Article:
Brown hasn’t changed goals despite cementing place in NHRA history
Published: Thursday, March 14, 2013 at 8:03 p.m.
Last Modified: Thursday, March 14, 2013 at 8:03 p.m.
Even if he never qualifies for another event, never wins another race or another championship, Antron Brown is going to own a prominent place in NHRA history.
He secured legendary status last season, when he became the first African-American NHRA world champion and the first black driver to win a major U.S. auto racing championship.
To put that accomplishment in perspective, the only African-American to win a NASCAR race (not a season championship) was Wendell Scott in 1963 at Speedway Park in Jacksonville.
Brown’s achievement earns him pioneer status in professional drag racing (and auto racing in general), which will carry all kinds of weight down through the ages.
But enough about last season and how special that was. Brown is a competitor who is all about staying in the present, about working and striving and trying to win more races and more season championships.
He’ll look back on it all when he’s done making history. He says he’s just getting started.
“The goal is to go out there and win more races, chase more championships,” said the 37-year-old Brown, who drives the Matco Tools Top Fuel dragster. “We don’t want to win just one championship. We want to build a legacy.”
There are many reasons to believe he will.
It was only six years ago that Brown was competing in Pro Stock Motorcycle. Since transitioning to Top Fuel in 2008 with the powerful Don Schumacher Racing team, he has won 37 NHRA events and established the national E.T. record (3.701 seconds).
The great momentum he started building almost immediately in Top Fuel culminated with Brown winning his historical world championship in 2012. He won six events and edged out teammate Tony Schumacher by seven points (2,555 to 2,548) for the season title.
“It was definitely one of those dream-come-true years for the whole race team,” Brown said. “It made all those trials and bumps and bruises you went through over the years worth it.
“When I hoisted that trophy, I felt like all that pain you went through was for a purpose.”
Brown said he hopes his magical season will inspire others, especially young African-Americans who may be looking for a role model to follow or emulate.
“It feels great (to be the first African-American to win a world championship in professional racing),” he said. “My deal is, maybe it can inspire some kids. Maybe they’ll see what I did and say, ‘If he can do it, I can do it.’ Maybe it will help give some kids some hope.
“That’s what winning the championship means to me.”
Brown said his drag-racing hero growing up, his inspiration, was John Force, the Funny Car legend and winningest driver in NHRA history.
“John Force was my ray of hope,” Brown said. “He grew up in a trailer home in California and became a team owner and established himself as a legend for what he’s done over his whole career.
“When I saw that story, I said, ‘I can do it.’ Maybe what I’m doing now will give someone a ray of hope.”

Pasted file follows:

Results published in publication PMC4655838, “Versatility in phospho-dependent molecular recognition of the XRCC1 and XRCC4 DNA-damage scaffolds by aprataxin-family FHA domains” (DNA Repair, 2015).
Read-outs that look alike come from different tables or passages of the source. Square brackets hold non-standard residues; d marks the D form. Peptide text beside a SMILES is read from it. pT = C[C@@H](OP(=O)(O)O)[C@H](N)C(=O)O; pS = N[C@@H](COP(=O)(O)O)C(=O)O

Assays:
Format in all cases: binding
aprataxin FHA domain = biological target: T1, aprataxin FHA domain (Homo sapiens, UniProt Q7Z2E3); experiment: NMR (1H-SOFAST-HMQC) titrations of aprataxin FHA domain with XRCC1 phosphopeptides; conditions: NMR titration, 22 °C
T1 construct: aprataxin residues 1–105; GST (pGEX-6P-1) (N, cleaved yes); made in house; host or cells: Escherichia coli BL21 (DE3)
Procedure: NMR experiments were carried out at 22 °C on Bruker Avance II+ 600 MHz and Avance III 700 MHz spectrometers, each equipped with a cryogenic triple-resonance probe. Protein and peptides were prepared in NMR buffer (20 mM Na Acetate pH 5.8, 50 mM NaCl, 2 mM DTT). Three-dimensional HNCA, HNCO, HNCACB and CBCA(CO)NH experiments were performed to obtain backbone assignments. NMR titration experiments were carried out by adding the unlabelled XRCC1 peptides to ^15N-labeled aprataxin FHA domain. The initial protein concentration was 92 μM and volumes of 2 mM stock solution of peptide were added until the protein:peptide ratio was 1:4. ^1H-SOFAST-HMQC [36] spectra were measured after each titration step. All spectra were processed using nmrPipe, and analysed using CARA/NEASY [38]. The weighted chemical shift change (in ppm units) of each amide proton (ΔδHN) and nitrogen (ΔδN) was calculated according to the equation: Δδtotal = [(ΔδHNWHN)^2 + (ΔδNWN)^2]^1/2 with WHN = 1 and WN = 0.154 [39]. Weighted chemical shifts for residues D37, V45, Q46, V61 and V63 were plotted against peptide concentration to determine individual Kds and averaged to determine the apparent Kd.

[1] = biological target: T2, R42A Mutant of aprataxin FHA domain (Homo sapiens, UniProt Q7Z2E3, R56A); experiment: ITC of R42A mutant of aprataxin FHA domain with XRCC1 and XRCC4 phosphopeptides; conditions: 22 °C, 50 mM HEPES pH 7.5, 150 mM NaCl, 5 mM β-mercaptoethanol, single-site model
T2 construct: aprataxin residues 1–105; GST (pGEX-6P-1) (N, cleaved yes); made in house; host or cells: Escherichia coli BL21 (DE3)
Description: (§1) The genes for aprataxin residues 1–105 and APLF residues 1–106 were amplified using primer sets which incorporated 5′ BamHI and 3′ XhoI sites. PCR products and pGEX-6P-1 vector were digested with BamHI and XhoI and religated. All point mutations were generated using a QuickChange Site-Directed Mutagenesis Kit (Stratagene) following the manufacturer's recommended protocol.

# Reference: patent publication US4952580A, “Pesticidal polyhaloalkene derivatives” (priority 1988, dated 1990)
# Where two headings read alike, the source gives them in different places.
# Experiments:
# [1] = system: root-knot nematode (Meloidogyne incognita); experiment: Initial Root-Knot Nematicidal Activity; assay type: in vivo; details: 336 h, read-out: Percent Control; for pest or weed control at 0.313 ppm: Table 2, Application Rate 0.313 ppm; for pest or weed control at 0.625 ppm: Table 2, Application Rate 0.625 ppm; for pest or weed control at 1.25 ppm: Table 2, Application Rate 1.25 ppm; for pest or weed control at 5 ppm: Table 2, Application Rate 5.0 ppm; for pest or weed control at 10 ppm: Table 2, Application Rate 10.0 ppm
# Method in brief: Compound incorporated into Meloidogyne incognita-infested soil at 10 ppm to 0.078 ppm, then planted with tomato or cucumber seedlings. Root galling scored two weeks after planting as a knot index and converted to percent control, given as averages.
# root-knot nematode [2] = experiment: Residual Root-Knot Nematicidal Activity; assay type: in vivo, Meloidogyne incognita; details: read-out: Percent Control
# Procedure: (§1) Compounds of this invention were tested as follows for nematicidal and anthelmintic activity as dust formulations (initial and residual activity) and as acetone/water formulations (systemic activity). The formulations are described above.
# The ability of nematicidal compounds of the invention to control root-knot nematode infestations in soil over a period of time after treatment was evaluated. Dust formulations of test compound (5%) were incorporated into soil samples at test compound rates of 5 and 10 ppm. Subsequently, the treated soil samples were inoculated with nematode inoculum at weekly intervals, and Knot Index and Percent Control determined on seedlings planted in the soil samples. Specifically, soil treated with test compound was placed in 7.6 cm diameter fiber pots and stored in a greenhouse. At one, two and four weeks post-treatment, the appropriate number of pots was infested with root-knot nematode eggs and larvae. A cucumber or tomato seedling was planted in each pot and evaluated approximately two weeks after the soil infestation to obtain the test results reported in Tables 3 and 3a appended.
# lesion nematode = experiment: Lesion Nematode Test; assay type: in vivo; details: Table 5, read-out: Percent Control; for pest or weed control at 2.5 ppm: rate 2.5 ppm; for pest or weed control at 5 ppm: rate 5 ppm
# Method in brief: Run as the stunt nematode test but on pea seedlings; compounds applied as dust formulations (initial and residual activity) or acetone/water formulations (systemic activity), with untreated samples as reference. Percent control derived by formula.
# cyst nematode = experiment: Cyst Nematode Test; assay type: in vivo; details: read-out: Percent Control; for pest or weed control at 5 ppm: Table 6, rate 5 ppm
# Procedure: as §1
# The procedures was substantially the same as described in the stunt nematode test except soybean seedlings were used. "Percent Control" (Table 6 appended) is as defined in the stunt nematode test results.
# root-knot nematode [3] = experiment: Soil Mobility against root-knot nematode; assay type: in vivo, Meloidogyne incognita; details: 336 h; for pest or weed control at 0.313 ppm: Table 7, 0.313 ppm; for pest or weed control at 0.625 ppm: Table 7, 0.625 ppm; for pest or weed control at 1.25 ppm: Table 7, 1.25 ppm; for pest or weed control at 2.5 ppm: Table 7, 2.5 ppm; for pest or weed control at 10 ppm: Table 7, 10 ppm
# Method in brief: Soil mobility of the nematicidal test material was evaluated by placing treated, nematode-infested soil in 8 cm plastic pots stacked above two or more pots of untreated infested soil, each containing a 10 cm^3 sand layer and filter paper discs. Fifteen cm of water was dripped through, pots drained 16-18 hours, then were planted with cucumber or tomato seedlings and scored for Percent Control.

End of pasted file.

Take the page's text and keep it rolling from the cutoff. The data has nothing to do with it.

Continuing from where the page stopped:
Brown said he’s hoping his accomplishments will draw African-Americans to the sport. Not just drivers, but crew chiefs, mechanics and fans.
“Hopefully, what I’ve done, what I’m doing, will bring more awareness,” he said.
Being America’s first black pro auto racing world champion has led to considerable recognition for Brown.
Just last week, Brown, who lives in Pittsboro, Ind., was among three championship racers honored by the Indiana Legislature and Gov. Mike Pence at the Statehouse in Indianapolis.
In February he was named to “TheGrio’s 100” list that features African-American industry, sports and community leaders. The list was announced on NBC’s “Today Show” as part of Black History Month.
Brown will be one of the most recognizable (and popular) drivers at Gatornationals this weekend.
On the NHRA circuit, Brown is part of a diverse group of drivers in the four pro classes (Top Fuel, Funny Car, Pro Stock and Pro Stock Motorcycle). Earlier this season, Courtney Force won in Funny Car at the opening race in Pomona. A week later Erica Enders-Stevens won in Pro Stock in Phoenix.
“NHRA doesn’t have a problem with diversity,” Brown said. “When you look at the grassroots of drag racing, you see it everywhere. It’s very diverse. On a Friday night at the track, everybody is racing. You’ll see whites, blacks, Hispanics, men, women, kids, teenagers. It’s one of the great things about drag racing.”
While growing up, Brown played high school basketball, soccer, football and ran track. He was fast enough in the 100-meter dash to qualify for the U.S. Olympic Trials in 1997.
But it was speed on another kind of track that got in his blood early and stayed there, leading him to where he is today.
“My dad and uncle were drag-racing junkies,” Brown said. “They were racing Super Gas and Super Comp even before I was born. I grew up around the drag strips. It made me want to compete, in a car or on a motorcycle. It didn’t matter.”
Brown said he’s hoping his accomplishments in drag racing — especially his world championship in 2012 — will have a similar influence on some young kids around the country.
“That’s my deal,” he said.
Contact Robbie Andreu at 352-374-5022 or firstname.lastname@example.org. Also check out Andreu's blog at Gatorsports.com.